In June, a Unique Chance for Educators to Renew, Remix, Reimagine at CLMOOC

May 18, 2015
By Natalie Orenstein

Sign up today for the 2015 CLMOOC!

During the first Connected Learning Massive Open Online Collaboration (CLMOOC), in 2013, participants were encouraged to make a map. Michael Weller of the Los Angeles Writing Project turned to Realtime Board, a whiteboard-like online tool. He mapped out his students’ use of technology, as well as his own patterns as a learner and a teacher.

“This led to another insight,” he wrote on his blog. “I was doing most of the technology use in my classroom…Obviously, I needed to shift the balance toward greater student use of digital tools.”

On the eve of its third iteration, CLMOOC has expanded, but the idea remains the same: the free informal event engages educators in making and sharing, online and off. During weekly “Make Cycles,” they receive project prompts, which they can follow closely or tangentially. Projects range from the playful to the thought-provoking and, as in Weller’s case, often inspire educators to reimagine their professional practices.

This year’s CLMOOC begins on June 18, the start of the White House’s Week of Making. During each of the six weekly Make Cycles, participants attend webinars and share their makes with one another on different social platforms.

The program embodies connected learning principles, and particularly encourages interest-driven learning. National Writing Project (NWP) senior program associate Christina Cantrill recalled the moment NWP staff first understood what interest-driven learning meant for educators. It happened during the development phase, when CLMOOC creators sought input from advisers, including New York City Writing Project teacher-leader Paul Allison.

In one Make Cycle, participants had to create memes about the soccer player Luis Suarez. Photo: Benjamin David

In one Make Cycle, participants had to create memes about the soccer player Luis Suarez. Photo: Benjamin David

“He said, ‘Remember, this is in the summer months, and educators are interested in things other than educating,’” Cantrill said. “Whether that’s gardening, kayaking, or making homemade bread. That has stuck with us.”

The diversity of participants is reflected in the diversity of approaches to prompts. Take last year’s assignment to hack a toy. One educator, also a mother, took one of her son’s many action figures and doused it in chalkboard paint. She invited other participants to draw something on the newly blank canvas, and the toy ended up traveling via snail mail from educator to educator, “Flat Stanley style,” said Denver Writing Project teacher-consultant Joe Dillon, a CLMOOC coordinator.

During another week, participants designed games. Infuriated by recent news that Facebook had conducted secret psychology tests on its users, Assistant Professor of Education Ian O’Byrne of the University of New Haven created a satirical digital game called Facepalm. He asked participants to provide personal responses—consensually—to psychology tests. It served as critical commentary as well as a useful collection of data.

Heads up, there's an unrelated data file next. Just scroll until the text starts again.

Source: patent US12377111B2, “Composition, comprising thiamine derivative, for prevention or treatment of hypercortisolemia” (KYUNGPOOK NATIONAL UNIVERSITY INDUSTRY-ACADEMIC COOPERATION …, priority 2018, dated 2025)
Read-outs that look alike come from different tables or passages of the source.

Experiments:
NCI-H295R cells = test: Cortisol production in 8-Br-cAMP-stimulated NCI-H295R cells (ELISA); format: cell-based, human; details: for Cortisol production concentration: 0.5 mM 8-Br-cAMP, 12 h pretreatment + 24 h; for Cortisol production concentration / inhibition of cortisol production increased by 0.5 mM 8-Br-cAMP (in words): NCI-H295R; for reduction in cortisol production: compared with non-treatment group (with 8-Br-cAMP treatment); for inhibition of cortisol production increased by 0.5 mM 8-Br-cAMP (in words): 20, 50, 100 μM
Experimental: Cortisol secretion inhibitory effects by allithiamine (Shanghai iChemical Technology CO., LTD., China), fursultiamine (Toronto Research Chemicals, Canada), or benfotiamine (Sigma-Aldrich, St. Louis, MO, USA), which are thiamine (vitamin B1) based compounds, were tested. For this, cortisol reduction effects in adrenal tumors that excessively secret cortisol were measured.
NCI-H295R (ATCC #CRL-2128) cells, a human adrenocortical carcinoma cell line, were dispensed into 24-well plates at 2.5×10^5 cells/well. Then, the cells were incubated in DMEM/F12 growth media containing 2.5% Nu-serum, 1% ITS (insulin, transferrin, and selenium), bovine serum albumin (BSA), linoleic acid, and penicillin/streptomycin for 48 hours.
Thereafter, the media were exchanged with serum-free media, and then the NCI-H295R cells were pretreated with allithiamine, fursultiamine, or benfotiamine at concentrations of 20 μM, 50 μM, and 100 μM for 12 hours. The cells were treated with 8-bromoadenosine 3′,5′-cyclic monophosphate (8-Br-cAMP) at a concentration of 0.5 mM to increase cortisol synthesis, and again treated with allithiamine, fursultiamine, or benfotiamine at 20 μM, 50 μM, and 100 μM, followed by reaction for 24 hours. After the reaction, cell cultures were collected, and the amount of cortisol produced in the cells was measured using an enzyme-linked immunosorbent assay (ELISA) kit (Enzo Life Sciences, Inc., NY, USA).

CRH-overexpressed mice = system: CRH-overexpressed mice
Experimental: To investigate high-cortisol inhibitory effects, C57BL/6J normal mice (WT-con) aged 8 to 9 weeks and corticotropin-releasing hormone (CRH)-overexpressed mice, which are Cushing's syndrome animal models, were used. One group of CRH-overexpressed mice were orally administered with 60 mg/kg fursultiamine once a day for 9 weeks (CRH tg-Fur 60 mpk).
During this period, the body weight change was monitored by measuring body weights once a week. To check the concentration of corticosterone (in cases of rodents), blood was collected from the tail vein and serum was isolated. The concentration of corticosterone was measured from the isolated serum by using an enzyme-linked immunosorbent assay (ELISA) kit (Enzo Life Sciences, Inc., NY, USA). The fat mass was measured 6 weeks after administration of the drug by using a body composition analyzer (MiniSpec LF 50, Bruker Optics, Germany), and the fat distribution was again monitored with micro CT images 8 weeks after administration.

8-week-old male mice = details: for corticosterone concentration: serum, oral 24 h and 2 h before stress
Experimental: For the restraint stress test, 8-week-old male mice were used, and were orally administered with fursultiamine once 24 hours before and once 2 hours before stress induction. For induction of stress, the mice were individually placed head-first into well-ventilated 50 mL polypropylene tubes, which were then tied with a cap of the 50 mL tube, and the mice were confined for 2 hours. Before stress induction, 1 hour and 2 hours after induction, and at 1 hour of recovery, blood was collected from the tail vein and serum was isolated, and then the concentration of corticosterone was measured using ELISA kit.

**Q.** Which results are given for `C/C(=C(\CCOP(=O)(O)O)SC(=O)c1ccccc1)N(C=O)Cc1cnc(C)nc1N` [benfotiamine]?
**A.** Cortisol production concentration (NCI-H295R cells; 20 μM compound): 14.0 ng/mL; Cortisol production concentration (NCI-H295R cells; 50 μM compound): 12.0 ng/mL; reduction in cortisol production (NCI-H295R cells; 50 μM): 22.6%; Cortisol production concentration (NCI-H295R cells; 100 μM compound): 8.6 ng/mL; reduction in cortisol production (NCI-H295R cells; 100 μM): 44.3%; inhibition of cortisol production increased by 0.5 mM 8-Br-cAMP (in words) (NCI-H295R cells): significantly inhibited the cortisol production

“Part of CLMOOC is to tap into things that are already happening in the summer,” Cantrill said. Last summer, a Make Cycle about memes inspired a discussion about leveraging the power of memes to promote learning, and a contest to create the goofiest meme about Uruguayan World Cup soccer player Luis Suárez’s infamous bite.

So who is the MOOC designed for?

“Somebody who really wants to explore and connect,” Dillon said. Beyond that, there are few requirements.

“We’ve seen people who are admitted beginners really flourish,” he said. “On the other end of the spectrum, folks from higher ed, that teach innovative coursework like digital literacy, often tell us it’s some of the best professional learning they’ve ever had.” With collaboration between elementary school teachers, college professors, afterschool programmers, master tech users, and beginning bloggers, “It ends up being a pretty dynamic network.”

The facilitators and designers of CLMOOC know that these different kinds of educators have different schedules and levels of interest. So participants are free to come and go or observe from the sidelines.

“You don’t have to mortgage your summer,” said Dillon, who also works as the instructional coordinator for educational technology at the Aurora Public Schools.

This year CLMOOC organizers are thrilled about the bigger role they have carved out for Educator Innovator partners GlassLab Games, KQED, and the National Park Service. Each partner will facilitate a Make Cycle, and bring expertise related to one of three themes: identity, systems, and public.

“The leadership is becoming more and more distributed,” Dillon said.

Some NWP sites will also help lead the sessions: the San Diego Area Writing Project, the Tar River Writing Project, the UNC Charlotte Writing Project, and the University of Illinois Writing Project.

Participants have been known to start their own spin-off Google+ Hangouts throughout the summer or engage in longer meditations on a week’s topic. The educators often “riff off each other,” Cantrill said, continuing work from previous weeks and remixing each other’s projects.

“The connected learning principle that learning should be social is represented in the way people are sharing in a social space,” Dillon said.

NOTE: You can now sign up for CLMOOC 2015.